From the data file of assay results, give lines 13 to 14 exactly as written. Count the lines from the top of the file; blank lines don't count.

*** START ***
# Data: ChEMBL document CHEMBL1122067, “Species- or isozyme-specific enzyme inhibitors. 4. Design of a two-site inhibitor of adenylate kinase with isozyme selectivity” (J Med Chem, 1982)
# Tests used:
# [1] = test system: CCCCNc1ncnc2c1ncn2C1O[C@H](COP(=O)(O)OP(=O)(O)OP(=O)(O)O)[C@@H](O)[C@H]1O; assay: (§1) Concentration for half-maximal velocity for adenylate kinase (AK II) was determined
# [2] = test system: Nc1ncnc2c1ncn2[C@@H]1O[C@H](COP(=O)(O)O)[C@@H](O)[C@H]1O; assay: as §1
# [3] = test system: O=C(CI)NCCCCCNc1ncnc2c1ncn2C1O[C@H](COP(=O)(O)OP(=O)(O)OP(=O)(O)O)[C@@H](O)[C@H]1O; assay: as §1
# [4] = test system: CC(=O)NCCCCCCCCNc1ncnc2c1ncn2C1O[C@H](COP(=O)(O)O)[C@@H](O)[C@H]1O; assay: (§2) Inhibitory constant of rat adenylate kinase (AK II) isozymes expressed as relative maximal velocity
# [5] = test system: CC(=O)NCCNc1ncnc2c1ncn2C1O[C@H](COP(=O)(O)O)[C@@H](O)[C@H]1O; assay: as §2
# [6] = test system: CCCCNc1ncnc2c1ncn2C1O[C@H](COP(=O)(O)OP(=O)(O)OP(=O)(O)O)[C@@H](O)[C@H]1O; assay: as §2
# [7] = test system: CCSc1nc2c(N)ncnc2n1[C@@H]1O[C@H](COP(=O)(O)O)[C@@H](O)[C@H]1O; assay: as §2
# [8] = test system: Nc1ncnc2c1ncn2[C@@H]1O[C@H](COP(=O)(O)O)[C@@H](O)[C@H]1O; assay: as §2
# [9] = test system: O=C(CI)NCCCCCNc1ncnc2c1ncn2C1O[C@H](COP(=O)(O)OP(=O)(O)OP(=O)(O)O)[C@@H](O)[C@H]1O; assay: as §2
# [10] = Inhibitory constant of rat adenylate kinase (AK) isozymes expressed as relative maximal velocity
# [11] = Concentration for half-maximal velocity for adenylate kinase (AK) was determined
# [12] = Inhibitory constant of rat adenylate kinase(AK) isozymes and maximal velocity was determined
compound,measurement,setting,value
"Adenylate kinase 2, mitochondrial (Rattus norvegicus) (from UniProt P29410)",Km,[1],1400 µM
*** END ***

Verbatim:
# [11] = Concentration for half-maximal velocity for adenylate kinase (AK) was determined
# [12] = Inhibitory constant of rat adenylate kinase(AK) isozymes and maximal velocity was determined